It’s been a hard day’s night… and I’ve been working like a ‘tog
By Darren Staples
You off again?” people say. “Ukraine? The Euros? You’ve got the best job in the world haven’t you?”
So here I am, the man with ‘the best job in the world’, about to have a needle stuck in my backside by one half of the Mario brothers.
It wasn’t meant to be like this.
As a day, it started like many others; up at 5am to catch my fourth of eleven flights during this tournament, bleary-eyed and grey I helped fellow photographers Eddie Keogh, Alexander Demianchuk and technician Magnus Storm load the taxi to the roof with our equipment.
But by the time I reached Kiev airport, something was wrong. I was doubled up in pain: a kidney infection, brought on by the 30 degree Celsius (86 degrees Fahrenheit) heat and not drinking enough water I guess.
I never drink enough water. Rule #1 in this job is that toilets are often scarce. The worry of finding a convenient bush puts you off drinking.
My Ukrainian counterpart Alexander found the airport doctor, a kindly man with overalls, who looked like a plumber. He probably was. I was in no position to argue and ask for his medical school certificates. I pointed to some pain killers I had bought to numb the pain. “Those good,” he said in his broken English. “This better,” he said, needle poised.
I scrambled on to the plane with minutes to spare. Will all my gratitude, the doctor was right about the jab. The pain had dwindled a little by the time we reached Lviv Airport with its characteristic Stalinist-era architecture. No conveyor belts here, a man pushes your luggage through a hole in the wall.
But from there, a familiar routine took hold. We met up with the rest of our shooting team, Michael Dalder and Gleb Garanich at our hotel. Hotels in the Ukraine are magnificent in their shabby grandeur, the facades promise magnificence and splendor, the interiors needing a lick of paint and a makeover team.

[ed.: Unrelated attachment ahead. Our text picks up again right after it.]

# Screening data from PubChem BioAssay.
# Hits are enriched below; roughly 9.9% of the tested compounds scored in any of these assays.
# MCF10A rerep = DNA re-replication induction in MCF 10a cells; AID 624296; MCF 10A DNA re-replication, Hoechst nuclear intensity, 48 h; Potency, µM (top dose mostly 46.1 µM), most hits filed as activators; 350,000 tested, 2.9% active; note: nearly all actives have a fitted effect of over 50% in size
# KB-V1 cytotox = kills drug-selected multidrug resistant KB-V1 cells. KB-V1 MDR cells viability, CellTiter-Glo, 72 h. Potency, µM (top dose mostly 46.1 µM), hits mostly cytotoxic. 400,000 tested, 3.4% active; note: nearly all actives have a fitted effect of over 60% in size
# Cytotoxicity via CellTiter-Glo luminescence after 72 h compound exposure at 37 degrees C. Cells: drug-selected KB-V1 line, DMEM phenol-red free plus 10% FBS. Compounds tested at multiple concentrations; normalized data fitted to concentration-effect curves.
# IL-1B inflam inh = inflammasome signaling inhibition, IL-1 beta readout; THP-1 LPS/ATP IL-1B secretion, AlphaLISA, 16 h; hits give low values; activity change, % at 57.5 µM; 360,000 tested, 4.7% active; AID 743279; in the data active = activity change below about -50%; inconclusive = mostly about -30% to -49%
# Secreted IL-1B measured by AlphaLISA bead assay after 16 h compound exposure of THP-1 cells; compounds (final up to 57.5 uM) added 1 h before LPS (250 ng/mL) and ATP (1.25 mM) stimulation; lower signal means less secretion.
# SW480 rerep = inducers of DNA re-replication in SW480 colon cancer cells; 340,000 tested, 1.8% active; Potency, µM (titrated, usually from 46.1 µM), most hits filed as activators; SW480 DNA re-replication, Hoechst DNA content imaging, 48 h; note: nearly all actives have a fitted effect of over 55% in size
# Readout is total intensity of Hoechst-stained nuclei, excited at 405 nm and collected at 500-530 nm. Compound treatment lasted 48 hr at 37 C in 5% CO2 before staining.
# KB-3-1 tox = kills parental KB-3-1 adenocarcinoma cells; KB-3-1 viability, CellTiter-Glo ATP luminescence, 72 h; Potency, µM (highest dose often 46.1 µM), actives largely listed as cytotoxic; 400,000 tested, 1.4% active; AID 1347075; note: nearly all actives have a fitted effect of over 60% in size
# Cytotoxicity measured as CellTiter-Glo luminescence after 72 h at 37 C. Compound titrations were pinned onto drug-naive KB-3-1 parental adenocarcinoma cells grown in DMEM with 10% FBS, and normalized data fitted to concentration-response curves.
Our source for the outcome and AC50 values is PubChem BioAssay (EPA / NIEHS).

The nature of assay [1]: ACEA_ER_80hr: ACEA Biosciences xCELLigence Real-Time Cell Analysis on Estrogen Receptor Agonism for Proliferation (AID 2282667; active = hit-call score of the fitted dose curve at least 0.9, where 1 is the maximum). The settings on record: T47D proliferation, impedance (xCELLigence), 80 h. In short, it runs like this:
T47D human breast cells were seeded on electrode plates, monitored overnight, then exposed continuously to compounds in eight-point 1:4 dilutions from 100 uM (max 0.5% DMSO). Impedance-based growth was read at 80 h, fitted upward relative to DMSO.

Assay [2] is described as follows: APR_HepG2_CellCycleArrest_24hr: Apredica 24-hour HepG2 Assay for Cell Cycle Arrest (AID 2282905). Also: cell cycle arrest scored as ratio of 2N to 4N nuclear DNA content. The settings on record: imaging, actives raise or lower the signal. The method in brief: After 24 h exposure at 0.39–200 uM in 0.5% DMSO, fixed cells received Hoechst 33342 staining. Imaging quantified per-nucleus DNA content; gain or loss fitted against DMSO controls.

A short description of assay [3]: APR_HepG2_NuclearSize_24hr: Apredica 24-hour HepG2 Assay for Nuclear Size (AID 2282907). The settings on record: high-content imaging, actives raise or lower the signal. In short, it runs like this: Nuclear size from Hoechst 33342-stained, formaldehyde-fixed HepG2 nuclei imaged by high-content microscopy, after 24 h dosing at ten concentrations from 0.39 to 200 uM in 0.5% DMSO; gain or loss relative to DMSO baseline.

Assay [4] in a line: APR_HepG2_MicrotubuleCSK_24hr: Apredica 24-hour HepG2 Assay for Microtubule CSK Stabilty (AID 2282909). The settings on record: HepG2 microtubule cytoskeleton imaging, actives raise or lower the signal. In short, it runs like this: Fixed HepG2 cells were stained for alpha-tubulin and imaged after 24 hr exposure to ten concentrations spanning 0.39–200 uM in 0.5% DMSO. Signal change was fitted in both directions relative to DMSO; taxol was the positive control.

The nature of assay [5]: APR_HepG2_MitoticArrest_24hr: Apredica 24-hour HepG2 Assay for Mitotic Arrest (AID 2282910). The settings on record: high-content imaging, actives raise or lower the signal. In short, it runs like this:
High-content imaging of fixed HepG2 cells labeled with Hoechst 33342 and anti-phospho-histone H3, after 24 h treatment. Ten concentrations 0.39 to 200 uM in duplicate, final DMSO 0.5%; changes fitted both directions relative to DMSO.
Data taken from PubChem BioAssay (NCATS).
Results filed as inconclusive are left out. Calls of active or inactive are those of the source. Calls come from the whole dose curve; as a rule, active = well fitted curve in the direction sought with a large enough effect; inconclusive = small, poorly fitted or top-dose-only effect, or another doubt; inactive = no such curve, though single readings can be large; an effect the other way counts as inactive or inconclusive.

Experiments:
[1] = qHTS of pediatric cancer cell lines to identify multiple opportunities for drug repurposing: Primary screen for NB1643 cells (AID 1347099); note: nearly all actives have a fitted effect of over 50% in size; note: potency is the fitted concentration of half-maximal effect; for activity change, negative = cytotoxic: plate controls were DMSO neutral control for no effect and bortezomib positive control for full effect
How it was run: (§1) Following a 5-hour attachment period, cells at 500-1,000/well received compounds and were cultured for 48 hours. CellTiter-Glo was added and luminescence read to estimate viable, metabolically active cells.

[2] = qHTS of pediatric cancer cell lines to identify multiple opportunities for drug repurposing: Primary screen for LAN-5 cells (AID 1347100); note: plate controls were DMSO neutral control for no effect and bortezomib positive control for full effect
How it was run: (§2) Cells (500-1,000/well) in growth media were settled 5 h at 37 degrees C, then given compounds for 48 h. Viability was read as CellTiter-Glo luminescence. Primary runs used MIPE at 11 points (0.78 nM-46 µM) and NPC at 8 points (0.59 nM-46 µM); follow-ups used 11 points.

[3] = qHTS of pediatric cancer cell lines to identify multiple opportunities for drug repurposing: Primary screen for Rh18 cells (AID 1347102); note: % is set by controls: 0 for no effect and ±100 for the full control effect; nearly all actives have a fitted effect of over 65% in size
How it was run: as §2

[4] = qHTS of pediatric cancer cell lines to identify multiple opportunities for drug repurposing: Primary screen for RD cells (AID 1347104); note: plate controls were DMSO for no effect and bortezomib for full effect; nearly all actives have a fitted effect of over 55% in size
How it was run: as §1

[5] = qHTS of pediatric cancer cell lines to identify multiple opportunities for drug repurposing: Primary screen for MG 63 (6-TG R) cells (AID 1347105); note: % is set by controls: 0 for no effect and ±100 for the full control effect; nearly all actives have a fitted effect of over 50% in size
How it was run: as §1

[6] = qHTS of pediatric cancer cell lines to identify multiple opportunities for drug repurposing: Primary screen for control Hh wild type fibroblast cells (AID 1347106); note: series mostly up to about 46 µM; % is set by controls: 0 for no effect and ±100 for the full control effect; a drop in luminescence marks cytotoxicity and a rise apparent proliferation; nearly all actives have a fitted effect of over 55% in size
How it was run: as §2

I spent a few minutes in my room, making sure I had the right kit and that it was all in working order. Few things are guaranteed to light my fuse more than arriving at a game to find that I’ve left a charger in another bag, or my laptop has decided to give up the ghost. It’s one of the biggest stresses of the job, I’ve already had one camera go down this tournament and I’ve only been here a week.
My colleagues and I had been blessed with the early 7pm kick-off, the Portugal v Denmark game. We arrived at the ground four hours before kick-off and headed to the photographers room where there’s always a bit of banter, good-humored ribbing. It’s like a pub but without the beer. Here we set up our laptops, make sure our captions are correct in Paneikon, Reuters’ remote editing software which allows us to upload our images with the push of a button to the editors in Berlin.
Three hours before kickoff and we headed pitch side to our allocated positions amongst the 150 available. In this case we had a photographer in each corner and one looking down from the press tribune. We hardwired our laptops and set up remote cameras behind the goals which are triggered when we shoot goalmouth action.
Once our little camps are set up and running we turn out attention to the fans, looking for colorful faces excited by the forthcoming event.
When the game starts, it’s a race to get team pictures and early action shots on the wire. You’re then in the lap of the gods, hoping that you’re not blocked for that winning goal and the scorer chooses your corner to celebrate. Portugal won 3-2 and hardly anything came my way but that’s why we work as a team and Michael got some nice remote shots.
It was past 10pm, by the time we’d finished. The five of us squeezed into Gleb’s car and returned our gear to the hotel. It had been a 17-hour day, we were tired and hungry but we attempted to find a restaurant. The only place still serving was a popular fast food joint. I imagined the wife tut as I bit into the burger.
So. the best job in the world? I’ll get back to you on that one – depending on the sort of tournament I have.
Oh, and whether I need to see another doctor.